Fragments of Paradise, £5.2 million GBP, September 2008
Another work from his 2008 mega-auction at Sotheby’s, Fragments of Paradise continued the theme of cabinets and was, at the time, his first in a new series. Instead of pills, the cabinet in question contained diamonds and sold for nearly 5 times its pre-sale estimate of £1,000,000-1,500,000 GBP. Diamonds would be used in the most famous and Hirstian of all his works, “For the love of God” a diamond encrusted skull that sold privately for a reported £100 million USD. Between 2008-11, Hirst made 14 gemstone cabinets showing diamonds and other gemstones, however, none have sold for more than Fragments of Paradise on the secondary market.
Eternity, £4.7 million GBP, October 2007
Throughout his career Hirst has repeatedly used the butterfly in his works. Whether in printed editions such as The Souls of Jacob’s Ladder or Memento, or even with 2022’s The Empresses release, butterflies are commonly associated with the artist. Perhaps the most famous of Hirst’s butterfly works is Eternity which was part of his “Kaleidoscope’ butterfly-wing paintings which sold for an impressive £4.7 million GBP at Phillips’s Contemporary Art Evening Sale in London in October 2007. Within the catalogue notes, the auction house writes, “Damien Hirst has gained his international status as a contemporary artstar by using animals such as cows, pigs, sheep, sharks, flies and of course butterflies as the central focus of some of his most ambitious and successful works to date.”
Happy Life Blossom, £4.5 million GBP, May 2022
Sotheby’s, New York
Inspired by beauty, life and death Happy Life Blossom forms part of Hirst’s most recent series of paintings dubbed the Cherry Blossoms. The diptych sold for £4.5 million GBP at the Now Evening Auction at Sotheby’s in New York in May 2022. Happy Life Blossom affirms Hirst’s joyful infatuation with colour. In the artist’s words, "I believe all painting and art should be uplifting for the viewer... I love colour. I feel it inside me. It gives me a buzz." (Damien Hirst, I Want to Spend the Rest of my Life Everywhere, with Everyone, One to One, Forever, Now, London, 1997, p. 246). Accompanying the work, Sotheby’s poignantly wrote, “Executed in 2018, Happy Life Blossom belongs to Hirst’s recent series of Cherry Blossom paintings that he completed in his time spent in the isolation of his studio during the COVID-19 lockdown, a dreary moment to which he responded by creating paintings imbued with radiant positivity."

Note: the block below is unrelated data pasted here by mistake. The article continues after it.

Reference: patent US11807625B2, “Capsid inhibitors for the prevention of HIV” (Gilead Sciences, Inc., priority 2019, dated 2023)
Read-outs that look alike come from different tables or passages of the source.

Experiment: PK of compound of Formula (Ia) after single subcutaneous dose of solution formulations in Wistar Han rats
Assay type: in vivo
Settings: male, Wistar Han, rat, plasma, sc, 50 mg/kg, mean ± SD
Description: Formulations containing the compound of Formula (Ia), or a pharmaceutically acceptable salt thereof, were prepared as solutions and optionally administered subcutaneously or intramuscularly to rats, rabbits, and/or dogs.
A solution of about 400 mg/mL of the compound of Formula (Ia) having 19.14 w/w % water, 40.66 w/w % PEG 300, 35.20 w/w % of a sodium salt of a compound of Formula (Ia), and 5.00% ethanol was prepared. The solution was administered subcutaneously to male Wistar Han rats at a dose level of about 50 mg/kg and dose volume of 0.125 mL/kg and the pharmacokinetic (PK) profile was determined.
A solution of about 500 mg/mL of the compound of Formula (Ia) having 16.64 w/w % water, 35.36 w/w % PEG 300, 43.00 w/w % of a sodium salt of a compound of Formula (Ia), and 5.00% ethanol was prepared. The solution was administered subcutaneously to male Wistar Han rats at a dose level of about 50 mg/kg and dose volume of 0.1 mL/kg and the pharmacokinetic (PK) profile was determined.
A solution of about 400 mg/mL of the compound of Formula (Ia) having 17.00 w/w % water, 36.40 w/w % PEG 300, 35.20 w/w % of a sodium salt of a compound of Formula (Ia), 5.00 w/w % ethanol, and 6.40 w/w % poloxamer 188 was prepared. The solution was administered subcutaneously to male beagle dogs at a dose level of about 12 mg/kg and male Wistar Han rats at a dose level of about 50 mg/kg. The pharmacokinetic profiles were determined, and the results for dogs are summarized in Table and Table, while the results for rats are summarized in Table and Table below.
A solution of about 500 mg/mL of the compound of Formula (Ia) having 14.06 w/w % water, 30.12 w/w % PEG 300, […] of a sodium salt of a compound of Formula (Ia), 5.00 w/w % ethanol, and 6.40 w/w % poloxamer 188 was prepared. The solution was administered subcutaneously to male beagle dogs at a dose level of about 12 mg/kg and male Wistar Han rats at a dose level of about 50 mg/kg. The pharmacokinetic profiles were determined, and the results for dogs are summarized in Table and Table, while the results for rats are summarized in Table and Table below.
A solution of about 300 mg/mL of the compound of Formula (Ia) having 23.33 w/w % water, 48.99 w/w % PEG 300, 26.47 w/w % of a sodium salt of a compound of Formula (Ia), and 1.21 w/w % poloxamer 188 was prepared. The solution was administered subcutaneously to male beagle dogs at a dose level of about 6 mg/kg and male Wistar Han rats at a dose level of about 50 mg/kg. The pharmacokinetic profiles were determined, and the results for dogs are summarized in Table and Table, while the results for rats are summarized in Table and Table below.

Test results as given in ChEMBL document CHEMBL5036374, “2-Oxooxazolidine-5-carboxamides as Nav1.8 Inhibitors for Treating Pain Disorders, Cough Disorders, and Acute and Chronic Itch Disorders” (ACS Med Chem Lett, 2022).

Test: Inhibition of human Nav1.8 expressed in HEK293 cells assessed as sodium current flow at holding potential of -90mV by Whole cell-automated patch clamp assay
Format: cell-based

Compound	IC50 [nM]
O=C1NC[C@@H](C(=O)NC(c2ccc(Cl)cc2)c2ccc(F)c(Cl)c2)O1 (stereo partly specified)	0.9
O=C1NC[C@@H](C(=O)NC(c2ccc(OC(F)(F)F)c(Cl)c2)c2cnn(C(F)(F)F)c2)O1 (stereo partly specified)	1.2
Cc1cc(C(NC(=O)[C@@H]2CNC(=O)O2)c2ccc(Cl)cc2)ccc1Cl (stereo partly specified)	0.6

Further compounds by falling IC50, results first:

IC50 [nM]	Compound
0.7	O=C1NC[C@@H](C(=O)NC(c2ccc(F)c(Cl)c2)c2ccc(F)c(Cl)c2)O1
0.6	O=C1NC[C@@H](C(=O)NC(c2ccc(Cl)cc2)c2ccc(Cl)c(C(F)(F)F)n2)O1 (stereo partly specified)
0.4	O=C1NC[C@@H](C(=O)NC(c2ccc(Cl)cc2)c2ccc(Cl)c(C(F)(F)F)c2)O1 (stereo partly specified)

The Void, £4 million GBP, May 2017
Phillips, New York
The largest and earliest of Hirst’s pill cabinets, The Void, sold for £5,2 million USD - some £4 million GBP adjusted for 2023 inflation. On the work, Italian Art Curator and Writer, Francesco Bonami said "Each pill, hand-crafted as its own sculpture, represents a state of mind and the way we as individuals today can control the feelings in our bodies and minds. As one of the earliest works in this series, the artist's hand is more evident than in examples that have followed. The work is really a cornerstone of Damien Hirst's career, that has been largely defined by the artist's meditation on the human condition in contemporary society." View more results from the auction catalogue notes here.
Lullaby Winter, £3.7 million GBP, May 2007
Christie’s, New York
The record that never was - Lullaby Winter, part of of a series of four pill cabinets known as Lullaby, The Seasons, the work set a new record at the time. However, as the buyer never paid for the work Christie’s having guaranteed the work. Had to keep it. Released for sale nearly a decade later, it achieved £2 million GBP at their auction in February 2015. The lot essay states, “Executed in 2002, Damien Hirst's Lullaby Winter appears to be a monumental altar to medicine. With its clinical gleam and the reflections of the mirrored background, the myriad different pills are presented as beautiful, colourful commercial objects. They are full of promise, of potential, of power. And at the same time, the overwhelming entirety of this assemblage is strikingly impressive in its own composition, in its formal presentation. Lullaby Winter manages to touch upon many of Hirst's key concerns: medicine, death, life, reality, art and its curative powers, while also having its own striking formal aesthetic presence."